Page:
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May 23rd, 2019




CNN’s “The Point with Chris Cillizza” reports:

The entrance of former VP Joe Biden into the 2020 field has altered the race’s dynamics in lots of ways but none more notable than this: Electability is now front and center.

Biden’s entire candidacy is based on the idea that (a) beating Donald Trump is all that matters and (b) he is by far best positioned to do so.

(Recent CNN polling suggests former Texas Rep. Beto O’Rourke is actually the strongest general election candidate against Trump right now. O’Rourke led Trump by 10 while Biden held a 6-point edge in a head-to-head match up with Trump.) …

USPP analysis

In contrast to the above analysis by CNN’s “The Point,” the Unit for the Study of Personality’s Presidential Electability Index (PEI), which has accurately predicted — before Super Tuesday — the outcome of every presidential election since 1996, suggests that Joe Biden will be a stronger candidate than Beto O’Rourke in a general election matchup with Donald Trump.

The PEI heuristic model employs candidate personality traits, as publicly perceived, to predict which contender will resonate most favorably with independent and unaffiliated voters who base their voting choice primarily on a candidate’s personal qualities as publicly displayed rather than on party-political affiliation or allegiance.

Below are the PEI scores for Donald Trump, Joe Biden, and Beto O’Rourke, based on studies conducted at the USPP.

Donald Trump

Presidential Electability Index

Range: 37-45

 

Joe Biden

Presidential Electability Index

Range: 16-29

 

Beto O’Rourke

Presidential Electability Index

Range: 11-23

 


 

Update: May 14, 2019

A Monmouth University poll of likely 2020 New Hampshire Democratic primary voters, conducted May 2-7, 2019, lines up well with ratings of leading Democratic contenders on the Unit for the Study of Personality’s Presidential Electability Index (PEI), which has accurately predicted — before Super Tuesday — the outcome of every presidential election since 1996.

Image (truncated) credit: Monmouth University Polling Institute

Below, ranked in descending order of general election electability, are the PEI ratings for the five Democratic primary contenders selected for study at the USPP this spring, namely, Joe Biden, Kamala Harris, Bernie Sanders, Amy Klobuchar, and Beto O’Rourke.

Joe Biden (Monmouth net favorability: +65)

Presidential Electability Index

Range: 16-29 (22.5 ±6.5)

 

Kamala Harris (Monmouth net favorability: +50)

Presidential Electability Index

Range: 13-27 (20 ±7)

 

Bernie Sanders (Monmouth net favorability: +54)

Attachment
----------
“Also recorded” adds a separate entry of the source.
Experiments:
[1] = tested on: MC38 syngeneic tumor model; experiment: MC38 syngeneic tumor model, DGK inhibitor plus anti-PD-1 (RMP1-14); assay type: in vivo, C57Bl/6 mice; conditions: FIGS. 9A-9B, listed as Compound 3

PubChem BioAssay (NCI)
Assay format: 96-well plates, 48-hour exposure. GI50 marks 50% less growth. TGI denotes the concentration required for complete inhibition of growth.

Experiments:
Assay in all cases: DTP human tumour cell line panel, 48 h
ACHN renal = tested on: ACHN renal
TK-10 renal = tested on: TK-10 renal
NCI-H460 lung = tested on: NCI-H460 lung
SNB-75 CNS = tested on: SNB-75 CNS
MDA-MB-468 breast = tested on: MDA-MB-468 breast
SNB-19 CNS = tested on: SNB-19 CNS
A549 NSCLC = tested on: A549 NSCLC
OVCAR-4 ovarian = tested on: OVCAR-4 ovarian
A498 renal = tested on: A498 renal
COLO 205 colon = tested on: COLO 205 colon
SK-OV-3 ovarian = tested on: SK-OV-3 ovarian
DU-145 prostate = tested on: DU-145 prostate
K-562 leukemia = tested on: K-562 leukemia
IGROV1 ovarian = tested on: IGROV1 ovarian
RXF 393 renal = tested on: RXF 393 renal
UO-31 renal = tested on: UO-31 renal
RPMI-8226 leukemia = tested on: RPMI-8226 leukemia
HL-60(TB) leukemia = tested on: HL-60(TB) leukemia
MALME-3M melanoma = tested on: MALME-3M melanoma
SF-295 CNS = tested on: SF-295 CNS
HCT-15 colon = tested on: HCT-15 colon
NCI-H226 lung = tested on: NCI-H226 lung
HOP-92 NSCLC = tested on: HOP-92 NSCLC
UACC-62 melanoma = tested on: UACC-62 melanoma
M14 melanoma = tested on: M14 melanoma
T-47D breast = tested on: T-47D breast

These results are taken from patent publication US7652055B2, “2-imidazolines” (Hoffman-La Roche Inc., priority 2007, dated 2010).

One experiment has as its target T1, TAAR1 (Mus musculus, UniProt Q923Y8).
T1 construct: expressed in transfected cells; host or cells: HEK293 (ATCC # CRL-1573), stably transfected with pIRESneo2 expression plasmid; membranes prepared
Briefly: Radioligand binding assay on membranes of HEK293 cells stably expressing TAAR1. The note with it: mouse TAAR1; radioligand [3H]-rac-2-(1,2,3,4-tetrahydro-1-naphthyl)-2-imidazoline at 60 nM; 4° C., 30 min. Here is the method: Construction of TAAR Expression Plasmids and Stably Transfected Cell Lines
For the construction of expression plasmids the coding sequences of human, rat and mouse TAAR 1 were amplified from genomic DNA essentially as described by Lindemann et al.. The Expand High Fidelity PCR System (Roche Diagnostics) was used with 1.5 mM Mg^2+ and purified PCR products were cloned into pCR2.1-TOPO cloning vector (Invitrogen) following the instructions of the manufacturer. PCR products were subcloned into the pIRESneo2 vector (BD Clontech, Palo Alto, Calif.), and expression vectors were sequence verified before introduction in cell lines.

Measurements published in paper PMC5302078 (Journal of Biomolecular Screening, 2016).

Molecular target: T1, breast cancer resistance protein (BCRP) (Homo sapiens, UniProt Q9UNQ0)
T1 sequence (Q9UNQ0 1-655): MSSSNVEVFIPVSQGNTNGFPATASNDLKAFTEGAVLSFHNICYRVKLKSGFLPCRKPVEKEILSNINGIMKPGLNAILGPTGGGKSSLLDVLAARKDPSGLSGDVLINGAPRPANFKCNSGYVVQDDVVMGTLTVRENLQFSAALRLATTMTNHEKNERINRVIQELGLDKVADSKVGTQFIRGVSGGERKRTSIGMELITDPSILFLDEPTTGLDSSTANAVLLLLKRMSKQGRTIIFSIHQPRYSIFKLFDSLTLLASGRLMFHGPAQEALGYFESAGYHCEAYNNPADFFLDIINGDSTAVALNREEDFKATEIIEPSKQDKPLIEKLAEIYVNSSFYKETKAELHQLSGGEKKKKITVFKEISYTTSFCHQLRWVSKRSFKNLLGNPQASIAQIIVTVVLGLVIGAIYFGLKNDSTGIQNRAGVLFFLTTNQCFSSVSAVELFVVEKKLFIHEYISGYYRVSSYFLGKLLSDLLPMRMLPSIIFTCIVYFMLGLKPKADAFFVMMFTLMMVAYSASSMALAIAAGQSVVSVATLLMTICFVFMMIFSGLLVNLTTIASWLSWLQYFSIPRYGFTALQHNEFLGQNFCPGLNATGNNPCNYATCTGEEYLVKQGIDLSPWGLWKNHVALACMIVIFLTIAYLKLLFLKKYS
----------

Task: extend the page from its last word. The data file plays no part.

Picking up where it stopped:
Presidential Electability Index

Range: 16-23 (19.5 ±3.5)

 

Amy Klobuchar (Monmouth net favorability: +33)

Presidential Electability Index

Range: 13-23 (18 ±5)

 

Beto O’Rourke (Monmouth net favorability: +29)

Presidential Electability Index

Range: 11-23 (17 ±6)

 


Related link: 2020 Presidential Candidates



Student Research Collaborators Present Findings at Scholarship Day

Paige Steinberg, Madison Sharp, Skya Jandt, Christian Giminez, and Sarah Lommel present their poster, “The Personality Profile of U.S. Vice President Joe Biden,” at Scholarship Day, College of St. Benedict, St. Joseph, MN, April 25, 2019. (Click on photo for full-size image)

ST. JOSEPH, Minn. (April 25, 2019) — Psychological profiles of selected Democratic presidential candidates in the 2020 U.S. presidential election, and of China’s President Xi Jinping, were presented at “Celebrating Scholarship and Creativity Day,” an annual event to recognize students, faculty, and staff who have undertaken significant research, scholarship, or creative works during the current academic year at St. John’s University and the College of St. Benedict.

Undergraduate students in a Personality Psychology course at the colleges conducted their research under the auspices of the Unit for the Study of Personality in Politics, directed by Aubrey Immelman, Ph.D., associate professor of psychology.

Biographical and life history data concerning the the designated political leaders were collected from media reports and synthesized into personality profiles using the third edition of the Millon Inventory of Diagnostic Criteria (MIDC), which yields 34 normal and maladaptive personality classifications congruent with DSM-III-R, DSM-IV, and DSM–5.

 

The Personality Profile of Former U.S. Vice President Joe Biden

By Sarah Lommel, Madison Sharp, Christian Gimenez, Paige Steinberg, and Skya Jandt


Click on image for larger view

Abstract: Joe Biden’s primary personality patterns were found to be Outgoing/congenial and Accommodating/cooperative, complemented by secondary Ambitious/confident and Dominant/asserting features. In summary, Biden may be characterized as a conciliatory extravert.

Presidential Electability Index range: 16-29

 

The Personality Profile of U.S. Senator Kamala Harris

By Josie Thelen, Amber Lauer, Lauren Redmond, Kailee Gallagher, and Courtney Conlin